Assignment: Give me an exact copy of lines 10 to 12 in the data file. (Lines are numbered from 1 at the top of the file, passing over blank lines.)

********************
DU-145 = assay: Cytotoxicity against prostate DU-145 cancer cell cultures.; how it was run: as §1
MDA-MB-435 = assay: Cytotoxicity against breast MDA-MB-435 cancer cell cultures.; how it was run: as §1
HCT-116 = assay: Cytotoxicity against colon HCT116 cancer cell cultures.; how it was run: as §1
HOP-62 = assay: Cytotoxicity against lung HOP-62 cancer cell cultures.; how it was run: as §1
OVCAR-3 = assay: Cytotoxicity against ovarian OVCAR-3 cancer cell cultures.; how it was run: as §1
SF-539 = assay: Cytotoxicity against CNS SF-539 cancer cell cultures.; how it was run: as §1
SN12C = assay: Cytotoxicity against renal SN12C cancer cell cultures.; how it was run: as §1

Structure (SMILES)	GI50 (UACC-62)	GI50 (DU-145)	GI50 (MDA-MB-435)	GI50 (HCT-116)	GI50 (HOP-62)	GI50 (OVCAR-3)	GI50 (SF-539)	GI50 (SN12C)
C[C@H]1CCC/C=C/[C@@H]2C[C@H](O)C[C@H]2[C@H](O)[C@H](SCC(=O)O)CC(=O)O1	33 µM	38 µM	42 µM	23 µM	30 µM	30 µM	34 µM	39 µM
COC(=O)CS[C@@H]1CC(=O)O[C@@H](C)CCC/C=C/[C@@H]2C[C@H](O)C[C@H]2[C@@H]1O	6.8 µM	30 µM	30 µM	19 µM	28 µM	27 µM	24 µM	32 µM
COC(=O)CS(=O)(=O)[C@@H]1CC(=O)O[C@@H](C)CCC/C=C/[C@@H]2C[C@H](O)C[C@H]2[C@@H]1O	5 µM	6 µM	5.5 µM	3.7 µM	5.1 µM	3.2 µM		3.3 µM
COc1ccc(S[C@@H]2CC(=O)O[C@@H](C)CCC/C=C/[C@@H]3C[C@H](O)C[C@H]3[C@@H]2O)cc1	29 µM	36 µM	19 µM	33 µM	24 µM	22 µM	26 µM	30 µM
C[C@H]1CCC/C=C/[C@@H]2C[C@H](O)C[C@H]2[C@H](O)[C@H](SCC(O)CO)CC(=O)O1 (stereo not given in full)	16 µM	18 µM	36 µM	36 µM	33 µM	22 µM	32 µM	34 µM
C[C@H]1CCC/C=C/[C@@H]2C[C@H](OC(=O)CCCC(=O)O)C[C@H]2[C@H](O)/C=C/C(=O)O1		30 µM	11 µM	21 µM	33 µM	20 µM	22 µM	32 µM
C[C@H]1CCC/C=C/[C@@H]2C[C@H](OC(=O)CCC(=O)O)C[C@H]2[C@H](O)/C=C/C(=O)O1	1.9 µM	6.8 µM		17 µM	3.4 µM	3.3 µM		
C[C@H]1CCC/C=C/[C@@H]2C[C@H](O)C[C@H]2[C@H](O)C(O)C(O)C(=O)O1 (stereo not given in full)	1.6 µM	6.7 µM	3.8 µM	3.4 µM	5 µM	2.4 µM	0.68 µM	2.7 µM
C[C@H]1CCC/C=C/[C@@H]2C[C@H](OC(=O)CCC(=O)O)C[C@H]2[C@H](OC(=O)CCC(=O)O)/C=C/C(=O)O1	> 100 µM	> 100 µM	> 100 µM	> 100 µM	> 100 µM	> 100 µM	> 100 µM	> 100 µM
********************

COC(=O)CS[C@@H]1CC(=O)O[C@@H](C)CCC/C=C/[C@@H]2C[C@H](O)C[C@H]2[C@@H]1O	6.8 µM	30 µM	30 µM	19 µM	28 µM	27 µM	24 µM	32 µM
COC(=O)CS(=O)(=O)[C@@H]1CC(=O)O[C@@H](C)CCC/C=C/[C@@H]2C[C@H](O)C[C@H]2[C@@H]1O	5 µM	6 µM	5.5 µM	3.7 µM	5.1 µM	3.2 µM		3.3 µM
COc1ccc(S[C@@H]2CC(=O)O[C@@H](C)CCC/C=C/[C@@H]3C[C@H](O)C[C@H]3[C@@H]2O)cc1	29 µM	36 µM	19 µM	33 µM	24 µM	22 µM	26 µM	30 µM